2
$\begingroup$

Notations : $R$ is a commutative ring with unity. $P(R)$ is the category of finitely generated projective $R-$ modules, $Ch^{b}(P(R))$ is the the category of bounded chain complexes on $P(R)$ and $C^q(P(R))$ is the category of bounded exact chain-complexes on $P(R)$.

Each of the above mentioned categories are exact categories. If I define the weak equivalence class as the isomorphism classes then $K_0$ of each of the categories will be the quotient of the free group generated by the isomorphism classes of the elements $[C]$ where $C \in ob\;\mathcal{C} .$ ($\mathcal{C}$ being any of the above categories). If we replace $R$ by a field $\mathbb{F}$ then my question is will the inclusion functor $i : C^q(P(\mathbb{F})) \longrightarrow Ch^{b}(P(\mathbb{F}))$ induce an injective group homomorphism from $$K_0C^q(P(\mathbb{F})) \longrightarrow K_0Ch^{b}(P(\mathbb{F}))?$$ My attempt :

Proposition : For an exact category $\mathcal{C}$ if $[A_1] = [A_2]$ in $K_0(\mathcal{A})$ then there are short exact sequences $0 \rightarrow C' \rightarrow C_1 \rightarrow C'' \rightarrow 0$ and $0 \rightarrow C' \rightarrow C_2 \rightarrow C'' \rightarrow 0$ such that $A_1 \oplus C_1 \cong A_2 \oplus C_2$.

So what I was attempting to show that the kernel of the induced map is trivial, now any typical element in $K_0C^q(P(\mathbb{F}))$ is either $[F.,d]$ or $[F.,d] -[F'.,d']$; ($d,d'$ being the differential). If $[F.,d] \longmapsto 0$ then $F.$ as a complex is itself $0$ according to the proposition (because here the SES of the proposition will split). Thus no problem here

For the second case what I have figured out so far is that if $[F. d] = [F'.,d']$ in $K_0Ch^{b}(P(\mathbb{F}))$ then for each $n$ I have $F_n = F'_n$. (Because there will be a splitting in the SES of the proposition) but then I am unable to proceed further, if you could please point me to the right direction I will be grateful.

$\endgroup$
2
$\begingroup$

Yes, it's injective. Both $K_0$ groups are free with infinite countable basis. The basis of the first one is formed by the chain complexes $$\cdots\rightarrow0\rightarrow\mathbb{F}\rightarrow\mathbb{F}\rightarrow0\rightarrow\cdots$$ concentrated in two consecutive degrees (the middle arrow is the identity). The basis of the second one is the union of this set with the set formed by the complexes $$\cdots\rightarrow0\rightarrow\mathbb{F}\rightarrow0\rightarrow\cdots$$ concentrated in a single dimension. The morphism between them is given by the inclusion of the first basis into the second one.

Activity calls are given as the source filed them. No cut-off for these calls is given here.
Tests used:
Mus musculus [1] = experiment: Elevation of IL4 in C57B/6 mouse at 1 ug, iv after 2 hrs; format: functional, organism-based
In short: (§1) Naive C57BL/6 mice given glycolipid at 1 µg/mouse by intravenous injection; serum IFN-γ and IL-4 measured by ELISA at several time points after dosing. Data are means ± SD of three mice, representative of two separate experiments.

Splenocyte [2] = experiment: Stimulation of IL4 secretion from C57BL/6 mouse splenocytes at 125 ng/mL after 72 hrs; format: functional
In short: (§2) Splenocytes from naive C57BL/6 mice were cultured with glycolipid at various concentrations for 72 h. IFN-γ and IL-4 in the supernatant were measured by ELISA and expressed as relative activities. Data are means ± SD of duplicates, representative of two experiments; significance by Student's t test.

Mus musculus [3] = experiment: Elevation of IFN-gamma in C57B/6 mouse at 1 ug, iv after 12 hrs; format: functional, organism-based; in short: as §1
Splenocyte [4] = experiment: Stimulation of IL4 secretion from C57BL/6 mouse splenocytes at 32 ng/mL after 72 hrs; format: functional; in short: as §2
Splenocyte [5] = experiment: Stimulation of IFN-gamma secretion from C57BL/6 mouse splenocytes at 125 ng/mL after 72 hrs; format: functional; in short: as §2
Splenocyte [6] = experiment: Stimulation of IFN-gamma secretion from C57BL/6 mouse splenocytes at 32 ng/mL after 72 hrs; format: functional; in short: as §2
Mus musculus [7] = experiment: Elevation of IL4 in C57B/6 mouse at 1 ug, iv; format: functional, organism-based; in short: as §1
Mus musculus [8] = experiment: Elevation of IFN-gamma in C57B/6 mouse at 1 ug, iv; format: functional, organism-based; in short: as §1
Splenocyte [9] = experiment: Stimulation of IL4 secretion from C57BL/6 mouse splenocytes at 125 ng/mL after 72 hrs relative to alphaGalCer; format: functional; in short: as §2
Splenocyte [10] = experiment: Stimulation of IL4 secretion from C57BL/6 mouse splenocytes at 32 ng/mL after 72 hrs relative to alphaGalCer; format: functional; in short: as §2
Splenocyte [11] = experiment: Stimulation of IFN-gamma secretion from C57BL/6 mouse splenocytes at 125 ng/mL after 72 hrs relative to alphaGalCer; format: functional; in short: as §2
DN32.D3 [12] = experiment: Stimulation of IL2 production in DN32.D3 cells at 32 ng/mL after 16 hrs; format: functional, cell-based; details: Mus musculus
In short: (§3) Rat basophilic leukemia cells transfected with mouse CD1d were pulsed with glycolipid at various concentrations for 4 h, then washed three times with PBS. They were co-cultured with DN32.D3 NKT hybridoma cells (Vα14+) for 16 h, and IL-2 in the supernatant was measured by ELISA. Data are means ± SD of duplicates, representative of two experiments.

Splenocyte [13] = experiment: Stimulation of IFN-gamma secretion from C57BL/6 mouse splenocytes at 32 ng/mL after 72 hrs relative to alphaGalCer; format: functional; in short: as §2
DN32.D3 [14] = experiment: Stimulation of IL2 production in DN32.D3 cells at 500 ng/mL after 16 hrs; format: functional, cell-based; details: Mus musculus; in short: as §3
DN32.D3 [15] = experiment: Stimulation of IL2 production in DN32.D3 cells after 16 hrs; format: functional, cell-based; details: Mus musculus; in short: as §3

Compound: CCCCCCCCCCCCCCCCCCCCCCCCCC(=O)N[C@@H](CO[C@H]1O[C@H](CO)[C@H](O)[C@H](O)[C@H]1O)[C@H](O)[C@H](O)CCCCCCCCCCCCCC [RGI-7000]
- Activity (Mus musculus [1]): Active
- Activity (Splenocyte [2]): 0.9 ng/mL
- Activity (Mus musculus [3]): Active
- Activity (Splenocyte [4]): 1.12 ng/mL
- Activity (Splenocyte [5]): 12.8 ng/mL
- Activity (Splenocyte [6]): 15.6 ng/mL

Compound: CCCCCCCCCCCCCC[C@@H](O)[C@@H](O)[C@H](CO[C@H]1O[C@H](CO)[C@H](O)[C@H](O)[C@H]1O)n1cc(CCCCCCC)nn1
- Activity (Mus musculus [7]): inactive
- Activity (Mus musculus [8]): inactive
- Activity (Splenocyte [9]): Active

EDIT: since you didn't specify the exact structure but you took the trivial weak equivalences, I also assumed you consider the trivial exact structure. If you take the exact structure given by short exact sequences instead, then the source is the same since all bounded exact complexes are projective. In the target, each of the first generators is the sum of two of the second kind, the obvious ones, so a basis of the target is given by the second set. The morphism is still injective since it looks like $$\bigoplus_{-\infty}^{+\infty}\mathbb{Z}\rightarrow \bigoplus_{-\infty}^{+\infty}\mathbb{Z}\colon e_i\mapsto e_{i+1}-e_i.$$

$\endgroup$
3
  • $\begingroup$ Right sir, I understand now, and by trivial exact structure you mean exact sequence as in $R$ modules right? Thank you for your answer. $\endgroup$
    – Dibya
    Feb 23 at 17:43
  • $\begingroup$ Also then this will be true for any $R$ as well right for which $P(R)$ is $Free(R)$. $\endgroup$
    – Dibya
    Feb 23 at 17:45
  • 1
    $\begingroup$ The trivial exact structure has just split short exact sequences. This is not valid for rings other than fields, in general. $\endgroup$ Feb 24 at 0:14

Your Answer

By clicking “Post Your Answer”, you agree to our terms of service, privacy policy and cookie policy

Not the answer you're looking for? Browse other questions tagged or ask your own question.